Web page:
Quantcast
 


EVGA GeForce GTX 260 Core 216 (216 SP) Superclocked Edition Review

by Michael "SKYMTL" Hoenig     |     September 15, 2008

The Current Nvidia Lineup



Here it is; the new Nvidia lineup in all its glory and there are some pretty significant changes that we can see right off the bat. The most notable of these changes is the discontinuation of the short-lived 9800 GX2 as Nvidia’s flagship product which is now replaced by the GeForce GTX 280 and to a lesser extent the GTX 260 as well. The rest of the Nvidia high to mid-range lineup stays pretty much the same with cards like the 8800GT and 9600GT receiving some pretty steep price cuts of late. There has also been the addition of the 9800 GT X+ and the 9800 GT of which the former uses the new 55nm manufacturing process. Dropped from the lineup are quite a few cards including the 9800GTX in favour of the plus model. The 9800 GT on the other hand is basically an 8800GT with a few features thrown in for good measure and uses either 65nm or a new 55nm core.

Into this equation now comes the GTX 260 with 216 shader processors which is positioned slightly above the standard GTX 260 in terms of both price and supposedly performance. Not only does this new card get the extra shaders but there is also a slight bump in the texture filtering units from 64 to 72. It may seem odd to have a card like this seeing the light of day but there has already been some speculation that the cores used on these cards are failed GTX 280 cores which Nvidia would like nothing more than to insert into a competing position against the HD 4870. Other than the bump in shaders and TPUs, all of the other specifications for the GTX 260 216 are a mirror image of the standard card. What does strike us as interesting is the fact that this more powerful card is priced less than the GTX 260 was selling for just a short while ago.

Meanwhile, sitting at the top of this new lineup is the GTX 280 which is equipped with 1GB of GDDR3 memory working at 2214Mhz (DDR) and is basically on-par with what we saw with the GX2. Also gone are the days were we see a 256-bit memory interface on something that is deemed a “high-end” product since the GTX 280 now uses a 512-bit interface. This should eliminate many of the claimed bottlenecks of the narrower interface used on cards like the 9800 GT X. The core speed (which includes the ROPs and TMUs) operates at 602Mhz which is quite interesting since many pundits claimed that with the switch to a 65nm manufacturing process we would see a rapid incline in clock speeds. This has not happened with the core of the G2T00 series it seems.

Looking at the “little brother” GTX 260, it seems that there was quite a bit of pruning going on with lower clock speeds and less memory being the flavour of the day while also being combined with less processor cores. This in effect lowers its price and makes it easier to produce in volume but at the same time it could offer significant performance decreases when compared with the GTX 280.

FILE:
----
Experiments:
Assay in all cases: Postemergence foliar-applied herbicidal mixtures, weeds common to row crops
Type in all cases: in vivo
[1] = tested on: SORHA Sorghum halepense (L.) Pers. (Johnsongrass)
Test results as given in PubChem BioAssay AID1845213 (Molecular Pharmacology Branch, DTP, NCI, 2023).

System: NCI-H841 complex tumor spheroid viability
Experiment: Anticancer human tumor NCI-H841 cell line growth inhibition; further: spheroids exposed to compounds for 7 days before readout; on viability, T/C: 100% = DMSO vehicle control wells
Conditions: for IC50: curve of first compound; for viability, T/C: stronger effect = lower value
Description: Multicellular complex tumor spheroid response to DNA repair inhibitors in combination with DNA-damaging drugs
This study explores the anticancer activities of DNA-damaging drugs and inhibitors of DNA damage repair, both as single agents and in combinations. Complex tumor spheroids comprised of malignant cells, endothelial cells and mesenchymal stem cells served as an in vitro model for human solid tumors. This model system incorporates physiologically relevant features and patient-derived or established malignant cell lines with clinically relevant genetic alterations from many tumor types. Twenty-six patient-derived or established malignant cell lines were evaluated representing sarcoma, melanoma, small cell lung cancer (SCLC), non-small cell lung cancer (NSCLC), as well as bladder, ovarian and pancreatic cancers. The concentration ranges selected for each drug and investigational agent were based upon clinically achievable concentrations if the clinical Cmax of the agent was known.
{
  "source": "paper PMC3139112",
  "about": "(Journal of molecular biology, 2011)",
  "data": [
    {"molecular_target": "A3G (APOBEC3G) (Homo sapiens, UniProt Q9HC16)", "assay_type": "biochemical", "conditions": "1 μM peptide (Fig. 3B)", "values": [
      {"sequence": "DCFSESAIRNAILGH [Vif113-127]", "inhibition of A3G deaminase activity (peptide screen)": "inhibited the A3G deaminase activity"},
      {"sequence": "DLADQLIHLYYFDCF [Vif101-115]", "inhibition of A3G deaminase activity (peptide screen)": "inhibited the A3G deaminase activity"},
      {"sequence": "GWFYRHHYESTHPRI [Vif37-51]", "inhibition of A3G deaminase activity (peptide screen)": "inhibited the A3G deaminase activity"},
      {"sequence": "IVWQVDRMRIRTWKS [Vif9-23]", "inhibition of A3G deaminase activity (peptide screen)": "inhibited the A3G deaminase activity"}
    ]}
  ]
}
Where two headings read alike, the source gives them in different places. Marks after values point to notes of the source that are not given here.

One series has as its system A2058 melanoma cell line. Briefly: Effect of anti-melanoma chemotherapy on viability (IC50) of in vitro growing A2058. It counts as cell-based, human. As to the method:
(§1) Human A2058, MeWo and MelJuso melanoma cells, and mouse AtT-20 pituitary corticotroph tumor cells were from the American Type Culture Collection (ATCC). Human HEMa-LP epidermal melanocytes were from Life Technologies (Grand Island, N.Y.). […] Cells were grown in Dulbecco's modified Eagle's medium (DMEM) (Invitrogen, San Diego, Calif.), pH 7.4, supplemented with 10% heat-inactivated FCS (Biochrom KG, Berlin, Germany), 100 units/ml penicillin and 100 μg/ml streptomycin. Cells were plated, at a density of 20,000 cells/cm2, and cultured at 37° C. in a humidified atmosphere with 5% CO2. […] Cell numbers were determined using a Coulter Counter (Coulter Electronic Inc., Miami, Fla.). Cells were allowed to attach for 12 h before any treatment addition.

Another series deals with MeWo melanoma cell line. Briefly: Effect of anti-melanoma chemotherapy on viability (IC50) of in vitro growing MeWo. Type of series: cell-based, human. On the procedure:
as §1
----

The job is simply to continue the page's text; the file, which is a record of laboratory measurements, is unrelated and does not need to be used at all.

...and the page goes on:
To keep with their new parallel processing mentality, Nvidia has changed the name of their Stream Processors (or shader processors depending on your mood) to “processor cores”. There are 240 of these so-called processor cores in the GTX 280’s GT200 core which operate at 1296Mhz with those on the GTX 260 operate at a bit more mundane 1242Mhz. This speed is once again quite a bit less than what we are used to seeing with past Nvidia products but considering the number of processors, we can consider this a brute force approach rather than the finesse which comes with faster speeds.


EVGA GTX 260 Core 216 Superclocked Edition Specifications



As of late, EVGA has begun to overhaul their naming conventions for overclocked cards so the Superclocked Edition (which used to be one of the higher spec’d cards in their lineup) now represents the lowest pre-overclocked SKU while the FTW Edition is the balls-out fastest version. Even though the Core 216 Superclocked will be placed right above the stock version in EVGA’s lineup, it still gets some decent overclocks. The core gets a 50Mhz increase and with it the shaders have been bumped a little over 100Mhz and finally, the memory also gets pushed up around 100Mhz. In our opinion, none of these overclocks will noticeably change gaming performance which is a bit of a disappointment when you look at the $20 price premium this EVGA card commands over the stock clocked card.
 
 
 

Latest Reviews in Video Cards
November 23, 2014
EVGA's GTX 970 FTW is one of the fastest sub-$400 GPUs on the market and when paired up with the new ACX 2.0 heatsink, it also happens to be one of the quietest....
November 12, 2014
There has been a lot of talk about the prevalence of graphics card coil whine and we decided to take a closer look by detailing our tests of 50 cards from NVIDIA and AMD....
November 9, 2014
NVIDIA's GTX 970 is arguably the most popular graphics card on the market today. In this roundup we take a look at examples from EVGA, GALAX and Gigabyte....